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Atonement

This word is often used in the Old Testament. However, it only occurs once in the New Testament of the King James Bible, Rom. 5:11, where other versions use the word “reconciliation.”

The meaning of the word is simply at-one-ment, i.e., the state of being at one or being reconciled, so that atonement is reconciliation. Thus, it is used to denote the effect which flows from the death of Christ.

But the word is also used to denote that by which this reconciliation is brought about, viz., the death of Christ itself. When so used. it means satisfaction, and in this sense to make an atonement for one is to make satisfaction for his offenses (Ex. 32:30; Lev. 4:26; 5:16; Num. 6:11), and, as regards the person, to reconcile, to propitiate God in his behalf.

By the atonement of Christ, we generally mean his work by which he expiated our sins. But, in the Bible, the word denotes the reconciliation itself, and not the means by which it is effected. When speaking of Christ’s saving work, the word “satisfaction,” the word used by the theologians of the Reformation, is to be preferred to the word “atonement.” Christ’s satisfaction is all he did in the room and in behalf of sinners to satisfy the demands of the law and justice of God. Christ’s work consisted of suffering and obedience, and these were vicarious, i.e., were not merely for our benefit, but were in our stead, as the suffering and obedience of our vicar, or substitute. Our guilt is expiated by the punishment which our vicar bore, and thus God is rendered propitious, i.e., it is now consistent with his justice to manifest his love to transgressors. Expiation has been made for sin, i.e., it is covered.

The means by which it is covered is vicarious satisfaction, and the result of its being covered is atonement or reconciliation. To make atonement is to do that by virtue of which alienation ceases and reconciliation is brought about. Christ’s mediatorial work and sufferings are the ground or efficient cause of reconciliation with God. They rectify the disturbed relations between God and man, taking away the obstacles interposed by sin to their fellowship and concord. The reconciliation is mutual, i.e., it is not only that of sinners toward God, but also and preeminently that of God toward sinners, effected by the sin-offering he himself provided, so that consistently with the other attributes of his character his love might flow forth in all its fullness of blessing to men.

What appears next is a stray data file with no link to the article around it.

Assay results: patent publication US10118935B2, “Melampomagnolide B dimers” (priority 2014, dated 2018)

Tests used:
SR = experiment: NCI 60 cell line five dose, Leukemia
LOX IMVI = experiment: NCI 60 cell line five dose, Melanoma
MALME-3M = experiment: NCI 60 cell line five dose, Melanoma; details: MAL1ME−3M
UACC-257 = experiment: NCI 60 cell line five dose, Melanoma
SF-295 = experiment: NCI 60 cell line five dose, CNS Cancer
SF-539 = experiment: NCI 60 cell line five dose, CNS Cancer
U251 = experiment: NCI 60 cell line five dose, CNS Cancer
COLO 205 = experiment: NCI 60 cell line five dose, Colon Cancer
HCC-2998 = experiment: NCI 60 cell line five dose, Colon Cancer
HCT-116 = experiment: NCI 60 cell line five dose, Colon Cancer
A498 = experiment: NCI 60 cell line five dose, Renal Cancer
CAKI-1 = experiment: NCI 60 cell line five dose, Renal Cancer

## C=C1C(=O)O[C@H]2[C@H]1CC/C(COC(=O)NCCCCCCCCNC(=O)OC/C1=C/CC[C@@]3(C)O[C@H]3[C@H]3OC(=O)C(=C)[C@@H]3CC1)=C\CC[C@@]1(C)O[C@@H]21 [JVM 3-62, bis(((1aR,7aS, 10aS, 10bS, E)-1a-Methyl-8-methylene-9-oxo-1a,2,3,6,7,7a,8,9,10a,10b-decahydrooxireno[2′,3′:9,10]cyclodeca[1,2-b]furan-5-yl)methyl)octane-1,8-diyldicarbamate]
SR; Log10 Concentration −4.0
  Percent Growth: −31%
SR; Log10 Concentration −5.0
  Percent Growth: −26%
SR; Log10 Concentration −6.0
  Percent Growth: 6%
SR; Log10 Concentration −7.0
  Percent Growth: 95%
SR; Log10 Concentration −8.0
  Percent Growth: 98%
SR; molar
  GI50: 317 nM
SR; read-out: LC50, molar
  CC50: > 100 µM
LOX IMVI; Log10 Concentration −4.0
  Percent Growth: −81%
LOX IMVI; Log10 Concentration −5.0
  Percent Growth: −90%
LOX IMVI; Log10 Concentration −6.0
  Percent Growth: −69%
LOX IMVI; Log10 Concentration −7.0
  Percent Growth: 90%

The primary idea presented to us in different forms throughout the Scripture is that the death of Christ is a satisfaction of infinite worth rendered to the law and justice of God (q.v.), and accepted by him in room of the very penalty man had incurred.

It must also be constantly kept in mind that the atonement is not the cause but the consequence of God's love for guilty men (John 3:16; Rom. 3:24-25; Eph. 1:7; 1 John 1:9; 4:9).

The atonement may also be regarded as necessary, not in an absolute but in a relative sense, i.e., if man is to be saved, there is no other way than this which God has devised and carried out (Ex. 34:7; Josh. 24:19; Ps. 5:4; 7:11; Nahum 1:2,6; Rom. 3:5). This is God’s plan, clearly revealed; and that is enough for us to know.

Author: Matthew G. Easton, with minor editing by Paul S. Taylor.

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